Yes, the Catholic Church condemns doctrinal universalism.
Hell is not empty, and this is Scriptural, for example Luke 16:19 ff.:
19 There was a certain rich man, who was clothed in purple and fine
linen; and feasted sumptuously every day.
20 And there was a certain beggar, named Lazarus, who lay at his gate,
full of sores,
21 Desiring to be filled with the crumbs that fell from the rich man's
table, and no one did give him; moreover the dogs came, and licked his
22 And it came to pass, that the beggar died, and was carried by the
angels into Abraham's bosom. And the rich man also died: and he was
buried in hell.
23 And lifting up his eyes when he was in torments, he saw Abraham
afar off, and Lazarus in his bosom:
24 And he cried, and said: Father Abraham, have mercy on me, and send
Lazarus, that he may dip the tip of his finger in water, to cool my
tongue: for I am tormented in this flame.
25 And Abraham said to him: Son, remember that thou didst receive good
things in thy lifetime, and likewise Lazareth evil things, but now he
is comforted; and thou art tormented.
26 And besides all this, between us and you, there is fixed a great
chaos: so that they who would pass from hence to you, cannot, nor from
thence come hither.
27 And he said: Then, father, I beseech thee, that thou wouldst send
him to my father's house, for I have five brethren,
28 That he may testify unto them, lest they also come into this place
29 And Abraham said to him: They have Moses and the prophets; let them
30 But he said: No, father Abraham: but if one went to them from the
dead, they will do penance.
31 And he said to him: If they hear not Moses and the prophets,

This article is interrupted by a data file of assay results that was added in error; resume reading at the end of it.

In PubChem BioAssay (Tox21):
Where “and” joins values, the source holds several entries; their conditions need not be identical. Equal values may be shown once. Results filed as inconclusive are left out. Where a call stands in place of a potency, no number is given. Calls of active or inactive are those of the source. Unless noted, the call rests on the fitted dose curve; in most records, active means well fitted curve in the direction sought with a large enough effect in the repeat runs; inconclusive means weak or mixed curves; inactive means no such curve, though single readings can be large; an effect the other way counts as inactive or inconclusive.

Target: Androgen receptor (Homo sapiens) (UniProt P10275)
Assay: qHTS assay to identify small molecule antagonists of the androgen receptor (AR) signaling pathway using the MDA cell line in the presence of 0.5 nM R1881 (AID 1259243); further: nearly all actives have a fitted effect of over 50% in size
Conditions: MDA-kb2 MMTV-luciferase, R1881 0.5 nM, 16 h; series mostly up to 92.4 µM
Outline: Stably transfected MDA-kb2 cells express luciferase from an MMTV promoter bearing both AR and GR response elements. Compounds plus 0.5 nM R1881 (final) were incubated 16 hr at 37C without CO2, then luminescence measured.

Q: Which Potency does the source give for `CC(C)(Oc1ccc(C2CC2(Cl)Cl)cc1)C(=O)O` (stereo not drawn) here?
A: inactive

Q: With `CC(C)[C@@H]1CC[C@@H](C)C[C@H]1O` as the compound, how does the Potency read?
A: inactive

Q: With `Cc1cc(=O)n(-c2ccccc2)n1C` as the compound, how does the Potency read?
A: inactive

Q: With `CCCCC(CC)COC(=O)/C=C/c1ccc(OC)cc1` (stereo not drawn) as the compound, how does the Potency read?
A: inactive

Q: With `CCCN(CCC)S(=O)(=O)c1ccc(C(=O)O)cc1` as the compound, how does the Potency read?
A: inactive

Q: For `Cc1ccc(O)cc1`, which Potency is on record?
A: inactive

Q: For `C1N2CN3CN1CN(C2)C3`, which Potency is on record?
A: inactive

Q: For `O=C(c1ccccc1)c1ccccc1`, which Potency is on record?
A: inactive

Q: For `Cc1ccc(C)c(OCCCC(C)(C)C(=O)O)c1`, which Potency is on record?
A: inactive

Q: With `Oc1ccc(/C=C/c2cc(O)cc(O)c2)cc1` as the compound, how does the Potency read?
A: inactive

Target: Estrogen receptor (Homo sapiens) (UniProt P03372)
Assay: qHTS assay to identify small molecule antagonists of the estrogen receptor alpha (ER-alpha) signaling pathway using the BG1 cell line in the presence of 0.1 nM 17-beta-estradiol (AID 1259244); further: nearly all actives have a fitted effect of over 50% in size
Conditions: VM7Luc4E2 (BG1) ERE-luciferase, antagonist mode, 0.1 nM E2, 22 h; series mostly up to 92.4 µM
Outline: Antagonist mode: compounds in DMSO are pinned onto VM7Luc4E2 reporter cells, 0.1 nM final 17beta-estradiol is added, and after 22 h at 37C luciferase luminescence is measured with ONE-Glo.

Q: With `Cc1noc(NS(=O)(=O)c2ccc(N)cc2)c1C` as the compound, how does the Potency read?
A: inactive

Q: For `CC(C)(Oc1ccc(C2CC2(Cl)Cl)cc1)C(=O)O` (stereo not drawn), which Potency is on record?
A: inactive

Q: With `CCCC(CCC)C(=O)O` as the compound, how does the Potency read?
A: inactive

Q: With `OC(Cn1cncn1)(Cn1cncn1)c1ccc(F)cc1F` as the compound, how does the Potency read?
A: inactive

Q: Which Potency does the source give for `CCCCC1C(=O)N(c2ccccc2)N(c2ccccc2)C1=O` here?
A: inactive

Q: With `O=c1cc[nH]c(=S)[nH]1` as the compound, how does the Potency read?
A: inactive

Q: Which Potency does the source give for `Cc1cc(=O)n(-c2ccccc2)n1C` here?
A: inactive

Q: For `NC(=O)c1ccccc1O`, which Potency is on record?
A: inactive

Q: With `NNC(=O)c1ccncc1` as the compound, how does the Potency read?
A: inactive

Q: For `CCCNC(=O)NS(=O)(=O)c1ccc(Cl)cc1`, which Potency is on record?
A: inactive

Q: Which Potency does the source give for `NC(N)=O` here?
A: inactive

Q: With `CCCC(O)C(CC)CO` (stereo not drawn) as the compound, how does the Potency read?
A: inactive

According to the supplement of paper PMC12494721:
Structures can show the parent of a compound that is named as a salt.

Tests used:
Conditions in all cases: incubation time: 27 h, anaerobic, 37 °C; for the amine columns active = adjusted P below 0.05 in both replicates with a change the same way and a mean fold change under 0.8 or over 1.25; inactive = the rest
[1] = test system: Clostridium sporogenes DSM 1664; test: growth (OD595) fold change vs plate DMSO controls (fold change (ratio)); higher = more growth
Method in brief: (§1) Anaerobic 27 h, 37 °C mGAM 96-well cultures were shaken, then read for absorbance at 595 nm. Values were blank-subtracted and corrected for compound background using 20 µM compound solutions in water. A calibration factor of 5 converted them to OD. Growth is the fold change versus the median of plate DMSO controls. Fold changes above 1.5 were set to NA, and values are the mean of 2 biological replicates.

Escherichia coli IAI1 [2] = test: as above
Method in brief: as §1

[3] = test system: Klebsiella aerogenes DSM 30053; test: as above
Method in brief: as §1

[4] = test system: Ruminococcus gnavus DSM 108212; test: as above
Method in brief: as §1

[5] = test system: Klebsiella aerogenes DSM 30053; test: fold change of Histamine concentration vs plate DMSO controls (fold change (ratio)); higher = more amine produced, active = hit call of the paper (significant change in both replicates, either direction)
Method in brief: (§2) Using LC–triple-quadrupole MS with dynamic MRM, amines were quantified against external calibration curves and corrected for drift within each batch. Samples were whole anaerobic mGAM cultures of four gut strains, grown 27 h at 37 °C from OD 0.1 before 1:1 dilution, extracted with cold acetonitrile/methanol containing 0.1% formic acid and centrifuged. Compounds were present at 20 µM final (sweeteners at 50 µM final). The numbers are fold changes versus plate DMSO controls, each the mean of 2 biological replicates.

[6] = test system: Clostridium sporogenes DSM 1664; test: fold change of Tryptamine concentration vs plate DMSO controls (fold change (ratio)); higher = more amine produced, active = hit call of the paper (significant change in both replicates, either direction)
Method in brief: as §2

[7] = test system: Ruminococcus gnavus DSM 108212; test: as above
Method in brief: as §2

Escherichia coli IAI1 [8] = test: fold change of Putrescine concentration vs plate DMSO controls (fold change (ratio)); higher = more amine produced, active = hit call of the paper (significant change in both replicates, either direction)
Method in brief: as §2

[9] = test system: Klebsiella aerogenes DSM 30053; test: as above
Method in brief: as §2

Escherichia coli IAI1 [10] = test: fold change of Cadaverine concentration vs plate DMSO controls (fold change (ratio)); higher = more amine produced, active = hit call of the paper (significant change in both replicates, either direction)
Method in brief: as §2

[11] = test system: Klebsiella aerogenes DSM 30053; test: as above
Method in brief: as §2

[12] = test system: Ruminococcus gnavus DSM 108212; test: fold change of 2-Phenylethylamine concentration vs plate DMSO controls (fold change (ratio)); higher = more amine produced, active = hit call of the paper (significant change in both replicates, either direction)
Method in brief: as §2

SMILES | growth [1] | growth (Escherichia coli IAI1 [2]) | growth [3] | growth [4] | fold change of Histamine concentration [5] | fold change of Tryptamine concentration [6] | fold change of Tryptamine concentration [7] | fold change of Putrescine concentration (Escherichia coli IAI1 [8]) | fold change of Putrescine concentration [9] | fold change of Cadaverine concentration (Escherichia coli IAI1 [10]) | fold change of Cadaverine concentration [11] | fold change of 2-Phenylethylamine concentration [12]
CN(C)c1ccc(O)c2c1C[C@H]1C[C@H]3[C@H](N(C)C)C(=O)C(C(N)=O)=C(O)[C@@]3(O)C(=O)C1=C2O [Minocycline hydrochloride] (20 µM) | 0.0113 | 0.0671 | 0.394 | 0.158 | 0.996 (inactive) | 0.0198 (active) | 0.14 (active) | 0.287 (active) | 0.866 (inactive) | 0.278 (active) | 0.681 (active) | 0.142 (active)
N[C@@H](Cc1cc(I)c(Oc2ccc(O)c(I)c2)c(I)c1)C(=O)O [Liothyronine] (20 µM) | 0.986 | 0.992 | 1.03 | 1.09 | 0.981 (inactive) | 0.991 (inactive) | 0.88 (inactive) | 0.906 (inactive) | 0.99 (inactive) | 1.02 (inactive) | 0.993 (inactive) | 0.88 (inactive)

neither will they believe, if one rise again from the dead.
v. 22 makes it clear that hell contains at least this rich man (so hell is not empty).
v. 26 makes it clear that once you are in hell, you are there for all eternity (so this rich man is still there, and thus hell is still not empty).
See the interpretation of the Fathers of the Church in Catena Aurea on St. Luke's Gospel ch. 16, lectio 5.
Fr. John A. Hardon, SJ, writes in his A Modern Catholic Dictionary
(1980) on p. 553:
UNIVERSALISM, DOCTRINAL. The theory that hell is essentially a kind of purgatory in which sins are expiated, so that eventually
everyone will be saved. Also called apokatastasis, it was condemned by
the Church in A.D. 543, against the Origenists, who claimed that "the
punishment of devils and wicked men is temporary and will eventually
cease, that is to say, that devils or the ungodly will be completely
restored to their original state" (Denzinger 411 ["211
Can. 9 Si quis dicit aut sentit, ad tempus esse daemonum et impiorum
hominum supplicium, eiusque finem aliquando futurum, sive
restitutionem et redintegrationem esse (fore) daemonum aut impiorum
hominum, an. s."]).
Also, Pius II condemned, in the letter Cum sicut of Nov. 14, 1459, "That all Christians are to be saved." ["Et omnes Christianos salvandos esse."]